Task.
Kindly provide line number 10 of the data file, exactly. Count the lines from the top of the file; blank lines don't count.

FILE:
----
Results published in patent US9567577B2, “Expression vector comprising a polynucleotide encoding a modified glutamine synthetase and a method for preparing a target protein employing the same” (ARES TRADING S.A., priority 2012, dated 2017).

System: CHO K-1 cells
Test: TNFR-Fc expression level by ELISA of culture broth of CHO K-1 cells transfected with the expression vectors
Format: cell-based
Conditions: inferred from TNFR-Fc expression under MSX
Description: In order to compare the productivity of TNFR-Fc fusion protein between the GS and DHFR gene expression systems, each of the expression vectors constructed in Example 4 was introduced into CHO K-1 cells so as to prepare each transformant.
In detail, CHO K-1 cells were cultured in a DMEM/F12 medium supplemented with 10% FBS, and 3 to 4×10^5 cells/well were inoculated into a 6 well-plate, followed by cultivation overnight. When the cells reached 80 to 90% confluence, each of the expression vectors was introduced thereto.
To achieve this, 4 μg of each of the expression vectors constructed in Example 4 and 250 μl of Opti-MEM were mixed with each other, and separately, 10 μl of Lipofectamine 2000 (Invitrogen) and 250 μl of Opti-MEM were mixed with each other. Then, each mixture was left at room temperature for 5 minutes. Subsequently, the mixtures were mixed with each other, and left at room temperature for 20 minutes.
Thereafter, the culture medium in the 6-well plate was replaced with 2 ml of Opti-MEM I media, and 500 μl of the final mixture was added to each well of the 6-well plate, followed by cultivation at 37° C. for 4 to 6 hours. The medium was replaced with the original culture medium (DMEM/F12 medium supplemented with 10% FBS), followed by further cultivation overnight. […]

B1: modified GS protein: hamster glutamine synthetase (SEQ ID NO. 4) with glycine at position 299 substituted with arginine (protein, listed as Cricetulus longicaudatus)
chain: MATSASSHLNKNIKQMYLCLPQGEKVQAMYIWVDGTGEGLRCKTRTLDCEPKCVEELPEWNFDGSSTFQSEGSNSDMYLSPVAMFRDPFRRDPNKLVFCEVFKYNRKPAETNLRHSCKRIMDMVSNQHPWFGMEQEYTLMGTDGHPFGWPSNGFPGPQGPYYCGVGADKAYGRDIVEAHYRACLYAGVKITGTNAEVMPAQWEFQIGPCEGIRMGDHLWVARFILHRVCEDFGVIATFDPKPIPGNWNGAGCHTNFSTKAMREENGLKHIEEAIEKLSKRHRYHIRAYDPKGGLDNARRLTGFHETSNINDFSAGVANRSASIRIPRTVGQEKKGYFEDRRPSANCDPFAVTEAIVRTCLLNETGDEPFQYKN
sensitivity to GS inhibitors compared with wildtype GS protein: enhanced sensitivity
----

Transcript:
B1: modified GS protein: hamster glutamine synthetase (SEQ ID NO. 4) with glycine at position 299 substituted with arginine (protein, listed as Cricetulus longicaudatus)